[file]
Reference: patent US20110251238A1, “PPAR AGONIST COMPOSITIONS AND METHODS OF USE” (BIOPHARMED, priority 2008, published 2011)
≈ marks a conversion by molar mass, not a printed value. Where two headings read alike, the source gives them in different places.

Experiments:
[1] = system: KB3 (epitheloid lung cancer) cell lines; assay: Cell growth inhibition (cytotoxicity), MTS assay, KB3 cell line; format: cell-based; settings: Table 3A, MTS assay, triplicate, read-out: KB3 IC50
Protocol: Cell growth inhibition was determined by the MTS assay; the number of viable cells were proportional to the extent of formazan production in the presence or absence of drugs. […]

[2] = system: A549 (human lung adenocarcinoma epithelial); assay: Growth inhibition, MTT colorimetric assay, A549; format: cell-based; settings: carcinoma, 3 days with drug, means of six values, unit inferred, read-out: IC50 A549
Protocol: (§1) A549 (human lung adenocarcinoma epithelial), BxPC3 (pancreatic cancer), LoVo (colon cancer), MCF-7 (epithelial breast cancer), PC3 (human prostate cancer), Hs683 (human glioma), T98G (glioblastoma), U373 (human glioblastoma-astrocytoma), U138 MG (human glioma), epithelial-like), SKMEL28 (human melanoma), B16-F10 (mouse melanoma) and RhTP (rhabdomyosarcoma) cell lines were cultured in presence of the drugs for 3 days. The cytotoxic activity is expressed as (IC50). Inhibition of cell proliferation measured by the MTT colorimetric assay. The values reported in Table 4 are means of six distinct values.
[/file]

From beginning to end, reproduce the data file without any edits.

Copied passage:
Reference: patent US20110251238A1, “PPAR AGONIST COMPOSITIONS AND METHODS OF USE” (BIOPHARMED, priority 2008, published 2011)
≈ marks a conversion by molar mass, not a printed value. Where two headings read alike, the source gives them in different places.

Experiments:
[1] = system: KB3 (epitheloid lung cancer) cell lines; assay: Cell growth inhibition (cytotoxicity), MTS assay, KB3 cell line; format: cell-based; settings: Table 3A, MTS assay, triplicate, read-out: KB3 IC50
Protocol: Cell growth inhibition was determined by the MTS assay; the number of viable cells were proportional to the extent of formazan production in the presence or absence of drugs. […]

[2] = system: A549 (human lung adenocarcinoma epithelial); assay: Growth inhibition, MTT colorimetric assay, A549; format: cell-based; settings: carcinoma, 3 days with drug, means of six values, unit inferred, read-out: IC50 A549
Protocol: (§1) A549 (human lung adenocarcinoma epithelial), BxPC3 (pancreatic cancer), LoVo (colon cancer), MCF-7 (epithelial breast cancer), PC3 (human prostate cancer), Hs683 (human glioma), T98G (glioblastoma), U373 (human glioblastoma-astrocytoma), U138 MG (human glioma), epithelial-like), SKMEL28 (human melanoma), B16-F10 (mouse melanoma) and RhTP (rhabdomyosarcoma) cell lines were cultured in presence of the drugs for 3 days. The cytotoxic activity is expressed as (IC50). Inhibition of cell proliferation measured by the MTT colorimetric assay. The values reported in Table 4 are means of six distinct values.